The material in this post is generalized in another post. Also, if you are interested in this post, you may be interested in my book Data Analysis Using SQL and Excel.
Consider a table with two columns:
The sorted table would be automatically calculated as:
If the first value were changed to 5, then the sorted table would automatically recalculate as:
There are two typical approaches to sorting cells in Excel. The first is to select a region and to sort it using menu options. This does not work when the cells are protected, part of a pivot table, and sometimes when they are calculated. This might also be a bad idea when the data is copied from another location or loaded by accessing a database.
A common alternative is to resort to writing a macro. However, Visual Basic macros are beyond the capabilities of even many experienced Excel users.
The approach described here is much simpler, since it only uses formulas. I should mention that the method described in this post only works for numeric data that has no duplicates. I will remedy that in the next post, where the ideas are extended both to data with duplicates and to character data.
Three Excel functions are the key to the idea: RANK(), MATCH(), and OFFSET(). The first function ranks numbers in a list. The second allows us to use this info to sort the list.
The following shows the effect of the RANK() function:
The function itself looks like:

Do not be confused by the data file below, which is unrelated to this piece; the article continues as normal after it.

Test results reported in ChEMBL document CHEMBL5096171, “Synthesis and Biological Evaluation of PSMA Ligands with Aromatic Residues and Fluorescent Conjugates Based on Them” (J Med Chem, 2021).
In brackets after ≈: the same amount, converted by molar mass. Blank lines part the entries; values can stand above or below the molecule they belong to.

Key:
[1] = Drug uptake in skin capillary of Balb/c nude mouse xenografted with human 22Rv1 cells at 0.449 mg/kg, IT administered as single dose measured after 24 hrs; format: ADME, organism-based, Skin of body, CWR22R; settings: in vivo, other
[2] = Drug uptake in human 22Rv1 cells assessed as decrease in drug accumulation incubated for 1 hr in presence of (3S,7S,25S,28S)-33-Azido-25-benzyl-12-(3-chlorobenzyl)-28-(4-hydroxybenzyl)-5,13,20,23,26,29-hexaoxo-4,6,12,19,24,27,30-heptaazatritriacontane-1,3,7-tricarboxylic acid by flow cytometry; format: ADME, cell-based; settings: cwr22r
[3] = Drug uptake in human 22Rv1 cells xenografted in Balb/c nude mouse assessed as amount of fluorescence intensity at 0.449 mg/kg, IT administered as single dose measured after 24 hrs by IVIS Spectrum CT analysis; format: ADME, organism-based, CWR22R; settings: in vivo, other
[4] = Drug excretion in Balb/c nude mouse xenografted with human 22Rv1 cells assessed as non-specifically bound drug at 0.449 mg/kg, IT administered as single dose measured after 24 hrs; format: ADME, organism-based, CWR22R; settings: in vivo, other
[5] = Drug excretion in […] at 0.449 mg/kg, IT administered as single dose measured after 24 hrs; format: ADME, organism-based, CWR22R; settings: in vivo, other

|15||B||=RANK(C5, $C$5:$C$8, 1)|
|14||D||=RANK(C6, $C$5:$C$8, 1)|
|13||C||=RANK(C7, $C$5:$C$8, 1)|
|11||A||=RANK(C8, $C$5:$C$8, 1)|
The first argument is the value to be ranked. The cell C5 contains the value "15". The second argument is the range to use for h the ranking -- these are all the values in the cell. And the third is the direction, which means the lowest values get the lowest rankings. In this case, "15" is the largest value of four, so its rank is 4.
The following shows the formulas for the table:
|1||=OFFSET(C$4, MATCH(C11, $E$5:$E$8, 0), 0)||=OFFSET(D$4, MATCH(C11, $E$5:$E$8, 0), 0)|
|2||=OFFSET(C$4, MATCH(C12, $E$5:$E$8, 0), 0)||=OFFSET(D$4, MATCH(C12, $E$5:$E$8, 0), 0)|
|3||=OFFSET(C$4, MATCH(C13, $E$5:$E$8, 0), 0)||=OFFSET(D$4, MATCH(C13, $E$5:$E$8, 0), 0)|
|4||=OFFSET(C$4, MATCH(C14, $E$5:$E$8, 0), 0)||=OFFSET(D$4, MATCH(C14, $E$5:$E$8, 0), 0)|
The first column is the desired ranking column. This is simply the numbers starting at 1 and incrementing by 1. The function MATCH(C11, $E$5:$E$8, 0) simply looks up the ranks in the column of calculated ranks. So, the value in C11 is "1". In the previous column, this is the fourth value. The OFFSET() function then finds the fourth value in the C column for the value and the fourth value in the D column for the label.
The result is that the sorted table is tied to the original table by formulas, so changing values in the original table will result in recalculating the sorted table, automatically.
The overall approach is simple to describe. First, we need to calculate the ranking of each row in the original table based on the column that we want to sort. This ranking takes on the values 1 to N fo rthe values in the table. Then, we create a new sorted table that has the rankings in order. This table looks up the appropriate row for each ranking using the MATCH() function. Finally, the OFFSET() function is used to lookup the appropriate values from the appropriate row. The result is a table that is sorted with a "live" connection to another table.